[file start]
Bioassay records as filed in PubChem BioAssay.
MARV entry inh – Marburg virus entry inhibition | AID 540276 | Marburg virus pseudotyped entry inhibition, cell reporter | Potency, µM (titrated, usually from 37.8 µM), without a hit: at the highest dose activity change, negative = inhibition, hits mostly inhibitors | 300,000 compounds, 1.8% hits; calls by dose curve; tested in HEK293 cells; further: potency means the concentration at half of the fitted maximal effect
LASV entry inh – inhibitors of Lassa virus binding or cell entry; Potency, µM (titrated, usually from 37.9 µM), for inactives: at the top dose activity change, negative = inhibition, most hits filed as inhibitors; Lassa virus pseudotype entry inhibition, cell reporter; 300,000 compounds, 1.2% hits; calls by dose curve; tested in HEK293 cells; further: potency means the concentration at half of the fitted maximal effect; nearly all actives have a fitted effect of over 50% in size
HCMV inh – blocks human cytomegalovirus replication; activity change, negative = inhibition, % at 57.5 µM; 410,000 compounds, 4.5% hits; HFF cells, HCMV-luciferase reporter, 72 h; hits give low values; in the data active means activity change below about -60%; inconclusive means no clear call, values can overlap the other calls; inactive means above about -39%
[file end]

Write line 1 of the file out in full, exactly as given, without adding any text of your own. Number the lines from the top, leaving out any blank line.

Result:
Bioassay records as filed in PubChem BioAssay.